Analysis of Symbolism in The Great Gatsby


What reason could F. Scott Fitzgerald have for incorporating symbolism into his novel, The Great Gatsby? Fitzgerald includes symbolism in his story to express the mood and how he feels about the behavior of his characters. The most prominent examples that Fitzgerald included are the green light at the end of Daisy’s dock, the weather throughout the novel, and the eyes of Dr. T.J. Eckleburg as he judged the actions of all that acknowledged him. Each example of symbolism helps to convey Fitzgerald’s perspective on particular aspects of the American dream. 

Fitzgerald uses the green light at the end of Daisy’s dock to symbolize the sum of Gatsby’s hopes and dreams. Gatsby is seen reaching out for the green light one night in chapter one (Fitzgerald 24). This ultimately says that he was striving to reach everything he had ever dreamed of. Although, the importance of the green light disappears when Gatsby obtains everything it once meant to him. Nick says, “Possibly it had occurred to him that the colossal significance of that light had now vanished forever. Compared to the great distance that had separated him from Daisy it had seemed very near to her, almost touching her. It had seemed as close as a star to the moon” (Fitzgerald 100). Gatsby had Daisy in his grip, just to lose everything in the end. Nick states, “He had come a long way to this blue lawn and his dream must have seemed so close that he could hardly fail to grasp it. He did not know that it was already behind him, somewhere back in the vast obscurity beyond the city, where the dark fields of the republic rolled on under the night” (Fitzgerald 193). Gatsby got what he wanted, but in the process became blindly fixated on one fantasy. This fantasy destination defined him and he made decisions based on whether or not they could get him closer to his endgame. He could no longer make choices for what he thought was right because Gatsby convinced himself that his dream was the dictator of his entire life. Fitzgerald included this example of symbolism to show the reader that having a one-track mind can be dangerous. It is easy to become so obsessed on one topic that you miss what is going on around you and can quickly become trapped. 

Another example of symbolism found in the novel is the weather. The weather represents the current or upcoming mood of the story. Nick says, “The next day was broiling, almost the last, certainly the warmest, of the summer” (Fitzgerald 121). On this hot day Gatsby tells Tom that his wife doesn’t love him. “Your wife doesn’t love you,” declares Gatsby (Fitzgerald 139). The truth comes out and emotions are at an all time high. The temperature was boiling over, just like the emotions of the characters as they realize that their worlds are falling apart. Fitzgerald incorporated the symbolism of weather because it shows the reader that there are many contributors to emotions and that it is important to be aware of these factors so that you can control them.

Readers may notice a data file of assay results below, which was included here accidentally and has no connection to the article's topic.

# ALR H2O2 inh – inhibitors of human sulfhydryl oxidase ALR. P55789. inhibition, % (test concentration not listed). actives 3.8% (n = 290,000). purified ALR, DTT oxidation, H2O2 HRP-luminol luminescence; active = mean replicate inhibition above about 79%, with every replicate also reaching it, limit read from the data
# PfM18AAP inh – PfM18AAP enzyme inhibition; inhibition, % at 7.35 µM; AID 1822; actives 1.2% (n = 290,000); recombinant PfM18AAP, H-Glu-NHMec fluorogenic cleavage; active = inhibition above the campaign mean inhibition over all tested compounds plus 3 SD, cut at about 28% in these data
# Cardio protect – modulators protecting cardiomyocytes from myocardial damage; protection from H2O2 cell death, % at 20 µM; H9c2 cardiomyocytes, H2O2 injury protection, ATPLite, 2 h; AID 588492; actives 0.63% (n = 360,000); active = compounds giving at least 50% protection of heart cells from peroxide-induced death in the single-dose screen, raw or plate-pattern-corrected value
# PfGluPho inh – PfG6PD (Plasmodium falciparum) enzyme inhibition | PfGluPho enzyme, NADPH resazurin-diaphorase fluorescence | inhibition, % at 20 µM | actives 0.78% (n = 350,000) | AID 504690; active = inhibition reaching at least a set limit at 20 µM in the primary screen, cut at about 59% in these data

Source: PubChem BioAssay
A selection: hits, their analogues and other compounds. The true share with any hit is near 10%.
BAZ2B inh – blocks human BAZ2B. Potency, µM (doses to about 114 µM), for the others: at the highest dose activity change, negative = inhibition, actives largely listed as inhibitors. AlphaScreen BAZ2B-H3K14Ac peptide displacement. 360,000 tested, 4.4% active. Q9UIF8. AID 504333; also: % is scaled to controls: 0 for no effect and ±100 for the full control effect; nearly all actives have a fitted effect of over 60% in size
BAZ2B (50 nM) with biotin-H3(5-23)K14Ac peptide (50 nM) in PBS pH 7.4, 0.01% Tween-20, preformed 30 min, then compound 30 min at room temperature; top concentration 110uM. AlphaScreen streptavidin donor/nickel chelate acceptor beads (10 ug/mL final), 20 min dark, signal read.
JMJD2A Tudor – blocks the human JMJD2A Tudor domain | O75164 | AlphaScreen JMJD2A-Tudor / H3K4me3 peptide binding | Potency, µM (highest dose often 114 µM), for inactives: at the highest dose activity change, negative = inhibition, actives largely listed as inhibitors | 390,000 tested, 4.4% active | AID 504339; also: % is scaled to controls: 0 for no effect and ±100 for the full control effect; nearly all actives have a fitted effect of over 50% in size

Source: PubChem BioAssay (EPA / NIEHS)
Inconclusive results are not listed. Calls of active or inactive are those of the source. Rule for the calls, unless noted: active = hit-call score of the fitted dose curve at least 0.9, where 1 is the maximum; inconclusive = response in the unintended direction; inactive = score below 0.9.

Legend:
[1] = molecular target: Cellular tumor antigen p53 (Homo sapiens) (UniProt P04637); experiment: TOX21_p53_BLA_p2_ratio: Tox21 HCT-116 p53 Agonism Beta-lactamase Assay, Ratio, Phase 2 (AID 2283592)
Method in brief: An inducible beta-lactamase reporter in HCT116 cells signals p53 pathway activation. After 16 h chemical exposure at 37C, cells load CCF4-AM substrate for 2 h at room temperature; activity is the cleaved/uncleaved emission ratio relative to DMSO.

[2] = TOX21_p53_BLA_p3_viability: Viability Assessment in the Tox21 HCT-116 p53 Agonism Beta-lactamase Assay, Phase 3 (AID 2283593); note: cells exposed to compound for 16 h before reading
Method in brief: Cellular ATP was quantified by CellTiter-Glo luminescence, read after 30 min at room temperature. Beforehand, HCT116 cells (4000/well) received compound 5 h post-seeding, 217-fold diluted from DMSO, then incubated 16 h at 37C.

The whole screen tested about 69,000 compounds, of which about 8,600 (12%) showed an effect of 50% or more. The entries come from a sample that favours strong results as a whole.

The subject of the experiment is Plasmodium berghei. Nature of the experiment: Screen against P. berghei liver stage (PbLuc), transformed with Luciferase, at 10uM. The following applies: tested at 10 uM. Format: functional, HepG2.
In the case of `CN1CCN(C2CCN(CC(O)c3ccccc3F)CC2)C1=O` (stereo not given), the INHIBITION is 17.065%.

Sometimes people blame the weather for their mood. They say the rain depresses them or that sunshine and warmth put them in a happy mood, but actions shouldn't be determined by such a trivial factor. Actions are not justified by emotions and frivolous reasons cannot be the backbone of what emotions are built on. Fitzgerald was trying to say that if you are not stable you may find yourself making bad decisions because of the condition that your dream is in.  

The final example of symbolism are the eyes of Dr. T.J. Eckleburg. The eyes of Dr. Eckleburg symbolize the eyes of God. They cast judgement over all that acknowledge their presence. “Standing behind him Michaelis saw with a shock that he was looking at the eyes of Dr. T. J. Eckleburg which had just emerged pale and enormous from the dissolving night. ‘God sees everything,’ repeated Wilson” (Fitzgerald 170). If you do wrong in order to achieve your dream, is that dream really worth fighting for? When you finally achieve your dream will your past actions make you feel guilt and shame or will you be able to look back on your decisions and be proud? The reason Fitzgerald included this symbolism was to tell the reader that some dreams aren’t worth the loss of a person's integrity.

Fitzgerald used symbolism to add to the overall theme of his novel. He incorporated the green light, the weather, and eyes of Doctor T. J. Eckleburg as symbols to convey a larger meaning. Some examples of symbolism are harder to relate to the theme than others, but they can all trace back to it. All it takes is a little thought and inquiry.

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